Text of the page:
On MSNBC's Countdown, fill-in host Brian Unger denounced the baseless attacks -- including Nazi references -- against the documentary film An Inconvenient Truth, which chronicles former Vice President Al Gore's campaign to raise awareness about global warming. Noting that these attacks ignore the scientific facts put forth in the movie, Unger characterized them as "swift-boating."
On the May 31 edition of MSNBC's Countdown, fill-in host Brian Unger, a commentator on National Public Radio's Day to Day, denounced the baseless attacks -- including Nazi references -- against documentary film An Inconvenient Truth (Paramount Classics, May 2006), which chronicles former Vice President Al Gore's campaign to raise awareness about global warming. Noting that these attacks ignore the scientific facts put forth in the movie, Unger characterized them as "swift-boating," referring to the attack ads by Swift Boat Veterans for Truth against Sen. John Kerry (D-MA) during his 2004 presidential campaign. He added that "Third Reich analogies are the nuclear bombs of oratory, rhetorical, or literary devices," which "obliterate any logic or reason within miles of the hurler."
Unger pointed out that global warming skeptic William M. Gray, professor emeritus of atmospheric science at Colorado State University, stated that "Gore believed in global warming almost as much as Hitler believed there was something wrong with the Jews," according to a May 28 Washington Post Magazine article. Unger also highlighted an unnamed pundit who compared An Inconvenient Truth to Joseph Goebbels's Nazi propaganda films. Unger may have been referring to Sterling Burnett, a senior fellow at the National Center for Policy Analysis, who, as Media Matters for America has documented, called the film "propaganda" and added: "You don't go see Joseph Goebbels's films to see the truth about Nazi Germany. You don't want to go see Al Gore's film to see the truth about global warming."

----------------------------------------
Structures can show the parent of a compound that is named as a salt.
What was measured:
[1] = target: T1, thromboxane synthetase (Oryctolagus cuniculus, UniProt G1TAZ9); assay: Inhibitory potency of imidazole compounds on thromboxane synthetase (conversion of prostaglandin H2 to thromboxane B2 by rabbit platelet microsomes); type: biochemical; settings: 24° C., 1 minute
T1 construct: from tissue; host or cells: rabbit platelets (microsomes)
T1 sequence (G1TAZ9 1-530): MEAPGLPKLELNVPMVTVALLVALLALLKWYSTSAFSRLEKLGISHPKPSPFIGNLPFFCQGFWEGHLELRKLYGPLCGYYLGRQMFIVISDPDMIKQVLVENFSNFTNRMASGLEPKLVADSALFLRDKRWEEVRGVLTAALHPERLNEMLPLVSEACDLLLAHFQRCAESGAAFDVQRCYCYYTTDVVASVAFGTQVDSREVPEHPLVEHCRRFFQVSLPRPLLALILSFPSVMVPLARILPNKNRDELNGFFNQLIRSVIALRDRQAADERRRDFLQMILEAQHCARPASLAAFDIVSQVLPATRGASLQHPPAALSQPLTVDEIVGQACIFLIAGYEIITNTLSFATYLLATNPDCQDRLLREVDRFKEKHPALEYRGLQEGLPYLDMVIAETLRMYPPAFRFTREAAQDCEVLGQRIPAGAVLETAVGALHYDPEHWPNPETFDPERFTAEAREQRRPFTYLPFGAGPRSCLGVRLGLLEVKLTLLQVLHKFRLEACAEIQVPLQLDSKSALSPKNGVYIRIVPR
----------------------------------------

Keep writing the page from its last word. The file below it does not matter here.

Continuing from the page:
From the May 31 edition of MSNBC's Countdown with Keith Olbermann:
UNGER: Third Reich analogies are the nuclear bombs of oratory, rhetorical, or literary devices. They obliterate any logic or reason within miles and the hurler of the Hitler bomb almost always looks worse than the intended recipient of the blast. Seinfeld's soup Nazi episode gets the only waver. The latest target of the Hitler comparison: Al Gore and his global warming film. And anyone who has a beef with it should probably base their criticism on the science and not the mindset of old Adolf.
In our third story on the Countdown: the swift-boating of Al Gore -- the former vice president's wake-up call on climate change, leading to some unfortunate analogies and a debate that seems lacking in substance. The documentary itself, An Inconvenient Truth, making an impressive debut at the box office, raking in an average of just over $70,000 per screen over the holiday weekend. The No. 1 film, X-Men III, averaging less than half of that. As a result, the counterattacks beginning in earnest. Meteorologist Bill Gray making little mention of the weather in his rebuttal. Quote, "Gore believed in global warming almost as much as Hitler believed there was something wrong with the Jews." Which doesn't even make sense.
Then there's the pundit who compared the Gore movie to Joseph Goebbels films about Nazi, Germany. The Fox News analyst who said that global warming was bogus and dreamed up by environmentalists to stop economic development. And in true swift-boat fashion, the campaign-style attack ads produced by a conservative think tank that is funded largely by the energy industry.
ANNOUNCER [clip]: There's something in these pictures you can't see. It's essential to life. You breathe it out, plants breathe it in. It comes from animal life, the oceans, the earth, and the fuels we find in it. It's called carbon dioxide -- CO2. The fuels that produce it have freed us from the world of back-breaking labor, lighting up our lives, allowing us to create and move the things we need, the people we love. Now, some politicians want to label carbon dioxide a pollutant. Imagine if they succeed. What would our lives be like then? Carbon dioxide. They call it pollution. We call it life.